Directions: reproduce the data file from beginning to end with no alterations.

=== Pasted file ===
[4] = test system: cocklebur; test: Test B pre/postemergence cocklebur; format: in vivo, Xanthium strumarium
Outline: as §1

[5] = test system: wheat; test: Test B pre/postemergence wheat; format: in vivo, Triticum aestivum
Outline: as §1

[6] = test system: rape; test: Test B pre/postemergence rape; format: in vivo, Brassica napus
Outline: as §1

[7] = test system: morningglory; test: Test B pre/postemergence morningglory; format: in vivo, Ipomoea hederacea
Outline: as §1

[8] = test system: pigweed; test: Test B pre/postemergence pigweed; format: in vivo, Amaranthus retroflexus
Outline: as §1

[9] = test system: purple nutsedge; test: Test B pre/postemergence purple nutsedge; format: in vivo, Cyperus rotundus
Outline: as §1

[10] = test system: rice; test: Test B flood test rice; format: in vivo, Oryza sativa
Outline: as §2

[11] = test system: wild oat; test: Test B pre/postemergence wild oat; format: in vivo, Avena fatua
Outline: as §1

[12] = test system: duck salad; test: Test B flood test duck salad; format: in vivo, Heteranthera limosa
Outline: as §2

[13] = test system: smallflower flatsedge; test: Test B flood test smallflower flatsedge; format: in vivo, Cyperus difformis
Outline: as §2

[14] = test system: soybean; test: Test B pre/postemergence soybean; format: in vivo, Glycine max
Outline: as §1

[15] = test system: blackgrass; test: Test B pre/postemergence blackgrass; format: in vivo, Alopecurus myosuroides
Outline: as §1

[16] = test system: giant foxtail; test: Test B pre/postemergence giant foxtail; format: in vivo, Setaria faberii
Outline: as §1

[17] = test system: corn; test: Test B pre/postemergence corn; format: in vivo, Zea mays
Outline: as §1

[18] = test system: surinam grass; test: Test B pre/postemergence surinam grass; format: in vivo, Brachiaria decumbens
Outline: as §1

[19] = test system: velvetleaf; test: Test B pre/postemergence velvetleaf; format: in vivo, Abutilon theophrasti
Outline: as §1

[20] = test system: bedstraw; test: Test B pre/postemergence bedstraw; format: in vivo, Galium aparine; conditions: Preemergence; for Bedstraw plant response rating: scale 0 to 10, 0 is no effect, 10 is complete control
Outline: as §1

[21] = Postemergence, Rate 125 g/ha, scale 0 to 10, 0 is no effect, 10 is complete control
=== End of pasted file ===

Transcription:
[4] = test system: cocklebur; test: Test B pre/postemergence cocklebur; format: in vivo, Xanthium strumarium
Outline: as §1

[5] = test system: wheat; test: Test B pre/postemergence wheat; format: in vivo, Triticum aestivum
Outline: as §1

[6] = test system: rape; test: Test B pre/postemergence rape; format: in vivo, Brassica napus
Outline: as §1

[7] = test system: morningglory; test: Test B pre/postemergence morningglory; format: in vivo, Ipomoea hederacea
Outline: as §1

[8] = test system: pigweed; test: Test B pre/postemergence pigweed; format: in vivo, Amaranthus retroflexus
Outline: as §1

[9] = test system: purple nutsedge; test: Test B pre/postemergence purple nutsedge; format: in vivo, Cyperus rotundus
Outline: as §1

[10] = test system: rice; test: Test B flood test rice; format: in vivo, Oryza sativa
Outline: as §2

[11] = test system: wild oat; test: Test B pre/postemergence wild oat; format: in vivo, Avena fatua
Outline: as §1

[12] = test system: duck salad; test: Test B flood test duck salad; format: in vivo, Heteranthera limosa
Outline: as §2

[13] = test system: smallflower flatsedge; test: Test B flood test smallflower flatsedge; format: in vivo, Cyperus difformis
Outline: as §2

[14] = test system: soybean; test: Test B pre/postemergence soybean; format: in vivo, Glycine max
Outline: as §1

[15] = test system: blackgrass; test: Test B pre/postemergence blackgrass; format: in vivo, Alopecurus myosuroides
Outline: as §1

[16] = test system: giant foxtail; test: Test B pre/postemergence giant foxtail; format: in vivo, Setaria faberii
Outline: as §1

[17] = test system: corn; test: Test B pre/postemergence corn; format: in vivo, Zea mays
Outline: as §1

[18] = test system: surinam grass; test: Test B pre/postemergence surinam grass; format: in vivo, Brachiaria decumbens
Outline: as §1

[19] = test system: velvetleaf; test: Test B pre/postemergence velvetleaf; format: in vivo, Abutilon theophrasti
Outline: as §1

[20] = test system: bedstraw; test: Test B pre/postemergence bedstraw; format: in vivo, Galium aparine; conditions: Preemergence; for Bedstraw plant response rating: scale 0 to 10, 0 is no effect, 10 is complete control
Outline: as §1

[21] = Postemergence, Rate 125 g/ha, scale 0 to 10, 0 is no effect, 10 is complete control